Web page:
Voice Disorders, part I

View Part II.

Voice disorders range widely in their vocal impairment, severity, causes and treatments. Causes can vary from trauma, inflammation or structural changes to immunological, neurological or behavioral factors that result in less-than-ideal voice production.

Some conditions heal on their own, but others require voice therapy and medical management. Nerve damage, acid reflux, smoking, an over- or under-active thyroid, stress and a person’s psychiatric and physical health can all create or worsen a voice disorder. Some voice disorders are caused simply by vocal misuse, like speaking or singing with poor technique, and overuse, such as excessive singing, talking, coughing or yelling.

The tissue of the vocal folds, or vocal cords, sometimes become swollen or injured due to illness, heavy use, exposure to irritants, etc. Sometimes the muscles of the larynx, or voice box, do not work properly due to nerve damage, behavior patterns, or other problems. Common disorders include the development of growths such as nodules or polyps, swelling as in laryngitis, laryngopharyngeal reflux and vocal cord paralysis. 

Laryngitis–inflammation of the vocal cords.
Symptoms: Raspy, hoarse voice. May be low- or high-pitched, depending on how the vocal cords are affected in terms of mass and mobility.
Causes: Excessive use of voice, infections, inhaled irritants, acute laryngopharyngeal reflux.

Vocal Nodules or Nodes–small, callous-like benign growths on vocal cords, which usually occur in pairs and can be a problem for professional voice users. Typically can be reduced or eliminated with proper voice care.
Symptoms: Hoarse, low and breathy voice. Vocal fatigue.
Causes: Vocal misuse and overuse.  Also, dehydration, smoking, drinking alcohol, certain medications, drug use,  laryngopharygeal reflux and environmental factors can precipitate and aggravate the condition.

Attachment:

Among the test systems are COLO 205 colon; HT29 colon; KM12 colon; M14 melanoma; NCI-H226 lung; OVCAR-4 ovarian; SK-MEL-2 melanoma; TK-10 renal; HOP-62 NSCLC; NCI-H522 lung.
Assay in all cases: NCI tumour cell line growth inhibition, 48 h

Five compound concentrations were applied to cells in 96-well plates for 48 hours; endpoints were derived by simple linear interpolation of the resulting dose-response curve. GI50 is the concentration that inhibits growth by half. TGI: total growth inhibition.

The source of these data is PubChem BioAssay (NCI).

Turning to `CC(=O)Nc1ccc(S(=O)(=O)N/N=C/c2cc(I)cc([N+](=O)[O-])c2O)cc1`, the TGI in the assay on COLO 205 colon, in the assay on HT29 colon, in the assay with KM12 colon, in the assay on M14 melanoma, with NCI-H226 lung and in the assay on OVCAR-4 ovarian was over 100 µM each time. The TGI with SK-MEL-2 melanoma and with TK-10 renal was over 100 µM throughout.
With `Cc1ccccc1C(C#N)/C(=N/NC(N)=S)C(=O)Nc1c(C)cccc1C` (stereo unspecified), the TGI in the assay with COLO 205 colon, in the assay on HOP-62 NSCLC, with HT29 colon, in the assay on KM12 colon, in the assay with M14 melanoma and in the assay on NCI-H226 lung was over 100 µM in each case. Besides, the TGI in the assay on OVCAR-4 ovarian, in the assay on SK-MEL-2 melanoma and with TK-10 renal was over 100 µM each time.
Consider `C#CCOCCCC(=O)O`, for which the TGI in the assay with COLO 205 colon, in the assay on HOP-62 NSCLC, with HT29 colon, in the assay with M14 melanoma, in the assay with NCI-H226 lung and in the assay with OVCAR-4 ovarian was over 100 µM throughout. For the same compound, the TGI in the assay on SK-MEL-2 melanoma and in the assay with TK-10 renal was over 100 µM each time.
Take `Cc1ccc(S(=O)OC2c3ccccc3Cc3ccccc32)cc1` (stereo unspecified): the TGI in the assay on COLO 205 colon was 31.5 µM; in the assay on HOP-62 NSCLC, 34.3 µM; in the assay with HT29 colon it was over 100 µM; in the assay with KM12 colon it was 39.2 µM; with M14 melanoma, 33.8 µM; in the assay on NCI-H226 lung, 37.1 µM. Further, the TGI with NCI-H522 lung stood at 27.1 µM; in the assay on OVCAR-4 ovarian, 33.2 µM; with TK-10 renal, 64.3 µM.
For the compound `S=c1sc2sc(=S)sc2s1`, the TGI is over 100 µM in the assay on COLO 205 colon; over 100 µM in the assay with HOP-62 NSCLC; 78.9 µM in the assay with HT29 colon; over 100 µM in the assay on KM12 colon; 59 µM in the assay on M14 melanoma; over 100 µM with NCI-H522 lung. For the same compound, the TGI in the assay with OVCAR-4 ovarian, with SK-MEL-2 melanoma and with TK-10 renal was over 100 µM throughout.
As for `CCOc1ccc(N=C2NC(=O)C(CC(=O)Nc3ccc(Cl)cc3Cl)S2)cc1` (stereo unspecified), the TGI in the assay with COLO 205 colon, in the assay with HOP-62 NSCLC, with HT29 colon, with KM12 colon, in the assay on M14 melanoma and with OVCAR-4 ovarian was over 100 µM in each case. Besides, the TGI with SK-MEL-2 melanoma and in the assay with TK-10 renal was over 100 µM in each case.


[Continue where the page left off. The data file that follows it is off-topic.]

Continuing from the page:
Vocal Polyps–soft, blister-like benign growth on a vocal cord, which usually occur unilaterally (on one vocal cord).
Symptoms: Hoarse, low and breathy voice. Vocal fatigue. Severity depends on location and size of lesion.
Causes: As with vocal fold nodules, polyps are associated with heavy voice use, and may be precipitated or aggravated by dehydration, environmental factors, hormones, medications, drug use and allergies.

Vocal Cord Paresis or Paralysis–weakness or immobility of one or both vocal folds causing them to not open or close properly. Cases range from relatively mild to life threatening as paralysis can allow food or liquid to enter the lungs. May require therapy or surgery, although no action may be necessary.
Symptoms: Depending on the exact location of the insult and the position of the immobile vocal fold, the voice may be weak and breathy; there can be stridor during inhalation; and swallowing and coughing can be difficult.
Causes: Mechanical trauma (e.g., head/neck/chest surgery or injury), tumor, certain disease processes, viral infections, hereditary neoplasms and idiopathic.

Voice therapy involves collaborating with your laryngologist (one can be recommended), identifying your vocal demands and habits, and working with you to develop a way of speaking that is optimal for you. The goal is a voice that has endurance and meets your needs.

Posted on 9 April 2009 | Category: General, Voice

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Accent Modification – A Racist Goal?

One of the services we provide at The Sound Center is accent modification for foreign and regional accents.  Clients work on pronunciation, intonation, speaking rate, style of presentation, and tone of voice, among other areas.  The accent we teach is American English, as spoken by most broadcasters in the US.

Some see this work as fundamentally racist.  They claim that the group in power dictates the correct way of speaking, and the less powerful are forced to change.  Who has the right to say which way of speaking is correct?

I can see their point, especially when people are dismissed or demeaned for the way they speak.  However, in my opinion, communication is the goal.  If people have ideas to share but their audience cannot understand them, it is to their benefit to make some changes in the way they speak.

I have simplified this debate considerably, but I am curious to find out what you think.  Is accent modification a racist goal?

Posted on 10 March 2009 | Category: Accent, Communication, Presentation, Voice

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